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J Clin Oncol. 2010 Apr 20;28(12):2058-63. doi: 10.1200/JCO.2009.22.8429. Epub 2009 Aug 17.

Pancreatic proteolytic enzyme therapy compared with gemcitabine-based chemotherapy for the treatment of pancreatic cancer.

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  • 1Columbia University Mailman School of Public Health, 722 W 168th St, Rm 734, New York, NY 10032, USA.

Abstract

PURPOSE Conventional medicine has had little to offer patients with inoperable pancreatic adenocarcinoma; thus, many patients seek alternative treatments. The National Cancer Institute, in 1998, sponsored a randomized, phase III, controlled trial of proteolytic enzyme therapy versus chemotherapy. Because most eligible patients refused random assignment, the trial was changed in 2001 to a controlled, observational study. METHODS All patients were seen by one of the investigators at Columbia University, and patients who received enzyme therapy were seen by the participating alternative practitioner. Of 55 patients who had inoperable pancreatic cancer, 23 elected gemcitabine-based chemotherapy, and 32 elected enzyme treatment, which included pancreatic enzymes, nutritional supplements, detoxification, and an organic diet. Primary and secondary outcomes were overall survival and quality of life, respectively. Results At enrollment, the treatment groups had no statistically significant differences in patient characteristics, pathology, quality of life, or clinically meaningful laboratory values. Kaplan-Meier analysis found a 9.7-month difference in median survival between the chemotherapy group (median survival, 14 months) and enzyme treatment groups (median survival, 4.3 months) and found an adjusted-mortality hazard ratio of the enzyme group compared with the chemotherapy group of 6.96 (P < .001). At 1 year, 56% of chemotherapy-group patients were alive, and 16% of enzyme-therapy patients were alive. The quality of life ratings were better in the chemotherapy group than in the enzyme-treated group (P < .01). CONCLUSION Among patients who have pancreatic cancer, those who chose gemcitabine-based chemotherapy survived more than three times as long (14.0 v 4.3 months) and had better quality of life than those who chose proteolytic enzyme treatment.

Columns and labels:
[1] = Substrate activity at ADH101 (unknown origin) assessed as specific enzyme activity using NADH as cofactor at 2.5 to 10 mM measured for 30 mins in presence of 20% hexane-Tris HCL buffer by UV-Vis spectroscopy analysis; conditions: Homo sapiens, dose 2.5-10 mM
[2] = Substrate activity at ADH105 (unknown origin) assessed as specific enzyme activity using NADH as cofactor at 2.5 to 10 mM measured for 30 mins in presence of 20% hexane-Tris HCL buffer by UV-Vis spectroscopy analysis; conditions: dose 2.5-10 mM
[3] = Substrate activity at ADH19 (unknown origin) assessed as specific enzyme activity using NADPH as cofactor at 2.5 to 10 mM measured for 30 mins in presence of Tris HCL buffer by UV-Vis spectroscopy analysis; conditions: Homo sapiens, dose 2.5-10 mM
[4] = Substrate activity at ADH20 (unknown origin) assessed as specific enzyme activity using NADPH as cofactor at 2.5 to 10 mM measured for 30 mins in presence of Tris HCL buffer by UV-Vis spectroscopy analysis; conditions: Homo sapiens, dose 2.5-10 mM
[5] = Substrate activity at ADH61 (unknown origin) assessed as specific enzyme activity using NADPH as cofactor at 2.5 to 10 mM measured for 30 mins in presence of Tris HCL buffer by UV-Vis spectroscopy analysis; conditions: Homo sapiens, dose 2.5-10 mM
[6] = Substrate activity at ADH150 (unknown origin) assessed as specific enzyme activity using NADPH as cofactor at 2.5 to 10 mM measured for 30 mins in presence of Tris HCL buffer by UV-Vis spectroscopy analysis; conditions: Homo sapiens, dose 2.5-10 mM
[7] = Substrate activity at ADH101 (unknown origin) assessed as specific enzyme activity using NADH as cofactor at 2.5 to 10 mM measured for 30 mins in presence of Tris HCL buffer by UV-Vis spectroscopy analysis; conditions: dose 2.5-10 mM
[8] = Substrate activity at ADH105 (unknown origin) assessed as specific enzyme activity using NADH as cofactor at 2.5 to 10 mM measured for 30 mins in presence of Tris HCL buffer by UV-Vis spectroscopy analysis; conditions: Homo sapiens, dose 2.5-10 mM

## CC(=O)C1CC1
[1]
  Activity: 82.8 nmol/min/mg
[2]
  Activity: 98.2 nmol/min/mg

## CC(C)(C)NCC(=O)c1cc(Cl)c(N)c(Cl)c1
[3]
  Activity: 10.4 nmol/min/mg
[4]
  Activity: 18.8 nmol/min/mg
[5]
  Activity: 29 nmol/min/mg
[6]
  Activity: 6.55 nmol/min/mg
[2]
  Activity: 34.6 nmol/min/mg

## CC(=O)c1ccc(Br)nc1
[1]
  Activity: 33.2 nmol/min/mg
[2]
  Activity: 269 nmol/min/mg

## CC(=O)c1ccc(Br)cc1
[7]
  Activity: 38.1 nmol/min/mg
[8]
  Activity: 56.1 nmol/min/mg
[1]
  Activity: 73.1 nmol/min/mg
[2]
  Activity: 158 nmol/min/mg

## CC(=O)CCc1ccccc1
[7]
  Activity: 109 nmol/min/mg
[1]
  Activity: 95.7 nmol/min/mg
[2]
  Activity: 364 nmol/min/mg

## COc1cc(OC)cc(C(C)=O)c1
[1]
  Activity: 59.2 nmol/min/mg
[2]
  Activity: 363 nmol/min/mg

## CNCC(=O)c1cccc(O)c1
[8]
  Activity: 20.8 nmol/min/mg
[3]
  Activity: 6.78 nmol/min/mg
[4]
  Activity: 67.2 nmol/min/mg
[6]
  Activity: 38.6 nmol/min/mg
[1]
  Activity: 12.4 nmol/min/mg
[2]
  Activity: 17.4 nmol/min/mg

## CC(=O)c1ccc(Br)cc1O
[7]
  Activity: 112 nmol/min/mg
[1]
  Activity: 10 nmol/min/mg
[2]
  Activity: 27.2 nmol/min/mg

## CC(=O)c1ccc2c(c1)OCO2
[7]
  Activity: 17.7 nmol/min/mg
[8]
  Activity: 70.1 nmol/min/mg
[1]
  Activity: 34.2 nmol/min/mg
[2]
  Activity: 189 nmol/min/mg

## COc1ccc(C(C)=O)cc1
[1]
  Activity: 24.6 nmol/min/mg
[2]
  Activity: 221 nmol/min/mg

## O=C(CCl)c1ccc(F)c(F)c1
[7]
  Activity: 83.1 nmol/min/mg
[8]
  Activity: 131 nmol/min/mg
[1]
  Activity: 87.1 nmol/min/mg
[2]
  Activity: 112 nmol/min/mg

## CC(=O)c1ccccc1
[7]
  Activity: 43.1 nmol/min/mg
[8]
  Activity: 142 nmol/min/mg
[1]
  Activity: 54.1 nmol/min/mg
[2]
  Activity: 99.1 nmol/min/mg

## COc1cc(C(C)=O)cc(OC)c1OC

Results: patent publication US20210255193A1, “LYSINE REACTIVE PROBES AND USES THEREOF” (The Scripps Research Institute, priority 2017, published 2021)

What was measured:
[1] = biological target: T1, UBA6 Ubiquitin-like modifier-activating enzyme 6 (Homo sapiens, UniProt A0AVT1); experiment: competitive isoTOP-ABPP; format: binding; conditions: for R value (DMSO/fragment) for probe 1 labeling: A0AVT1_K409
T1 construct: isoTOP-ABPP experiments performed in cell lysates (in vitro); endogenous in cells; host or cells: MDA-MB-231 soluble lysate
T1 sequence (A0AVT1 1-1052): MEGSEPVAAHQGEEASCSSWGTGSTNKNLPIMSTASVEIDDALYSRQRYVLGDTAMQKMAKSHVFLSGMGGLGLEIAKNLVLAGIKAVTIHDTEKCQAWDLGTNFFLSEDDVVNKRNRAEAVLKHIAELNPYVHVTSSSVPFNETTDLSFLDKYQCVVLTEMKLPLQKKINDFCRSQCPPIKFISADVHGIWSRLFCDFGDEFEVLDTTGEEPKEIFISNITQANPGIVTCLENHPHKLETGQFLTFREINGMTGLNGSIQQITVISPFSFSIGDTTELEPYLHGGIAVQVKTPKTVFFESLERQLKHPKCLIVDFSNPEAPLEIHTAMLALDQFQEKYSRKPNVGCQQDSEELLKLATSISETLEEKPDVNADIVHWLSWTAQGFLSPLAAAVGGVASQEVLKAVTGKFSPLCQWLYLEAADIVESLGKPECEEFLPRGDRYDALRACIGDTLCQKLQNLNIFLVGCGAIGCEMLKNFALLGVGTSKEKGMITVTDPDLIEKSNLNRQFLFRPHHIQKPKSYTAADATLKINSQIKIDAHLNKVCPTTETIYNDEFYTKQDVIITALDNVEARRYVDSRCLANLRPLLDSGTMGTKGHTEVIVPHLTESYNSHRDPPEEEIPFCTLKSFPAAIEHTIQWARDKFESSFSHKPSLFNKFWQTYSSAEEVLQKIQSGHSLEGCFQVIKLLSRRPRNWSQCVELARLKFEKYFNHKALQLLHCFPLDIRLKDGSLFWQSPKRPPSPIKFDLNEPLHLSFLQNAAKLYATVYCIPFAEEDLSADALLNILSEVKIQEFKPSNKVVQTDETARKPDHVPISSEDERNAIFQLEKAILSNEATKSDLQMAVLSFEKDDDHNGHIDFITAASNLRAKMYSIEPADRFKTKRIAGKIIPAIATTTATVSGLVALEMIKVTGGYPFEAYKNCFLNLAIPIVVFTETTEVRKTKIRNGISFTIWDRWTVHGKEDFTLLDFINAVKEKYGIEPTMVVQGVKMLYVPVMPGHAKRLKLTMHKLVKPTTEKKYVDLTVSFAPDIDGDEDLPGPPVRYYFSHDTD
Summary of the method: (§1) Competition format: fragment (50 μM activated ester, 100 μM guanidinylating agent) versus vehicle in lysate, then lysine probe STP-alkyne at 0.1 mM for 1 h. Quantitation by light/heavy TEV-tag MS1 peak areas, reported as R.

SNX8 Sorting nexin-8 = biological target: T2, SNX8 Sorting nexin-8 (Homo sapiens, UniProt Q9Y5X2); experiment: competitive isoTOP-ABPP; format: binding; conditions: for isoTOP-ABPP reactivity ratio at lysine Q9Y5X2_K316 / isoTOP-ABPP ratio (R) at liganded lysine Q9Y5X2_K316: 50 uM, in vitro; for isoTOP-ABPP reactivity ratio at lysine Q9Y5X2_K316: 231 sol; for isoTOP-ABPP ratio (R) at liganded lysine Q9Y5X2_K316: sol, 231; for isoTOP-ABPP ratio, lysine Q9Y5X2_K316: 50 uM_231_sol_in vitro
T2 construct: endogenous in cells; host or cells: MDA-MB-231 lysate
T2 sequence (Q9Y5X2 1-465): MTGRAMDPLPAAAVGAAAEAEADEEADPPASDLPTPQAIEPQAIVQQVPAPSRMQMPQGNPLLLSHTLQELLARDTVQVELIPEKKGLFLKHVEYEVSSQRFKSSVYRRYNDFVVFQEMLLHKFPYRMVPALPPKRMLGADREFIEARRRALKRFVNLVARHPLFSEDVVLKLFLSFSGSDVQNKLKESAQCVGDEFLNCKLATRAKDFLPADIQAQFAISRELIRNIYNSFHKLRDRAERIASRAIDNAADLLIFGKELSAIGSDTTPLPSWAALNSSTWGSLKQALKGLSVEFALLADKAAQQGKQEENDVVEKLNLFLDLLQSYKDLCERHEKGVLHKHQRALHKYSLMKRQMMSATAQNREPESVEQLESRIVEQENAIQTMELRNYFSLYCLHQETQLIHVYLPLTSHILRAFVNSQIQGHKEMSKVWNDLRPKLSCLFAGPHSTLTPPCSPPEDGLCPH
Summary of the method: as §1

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PMID:
19687327
[PubMed - indexed for MEDLINE]
PMCID:
PMC2860407
Free PMC Article
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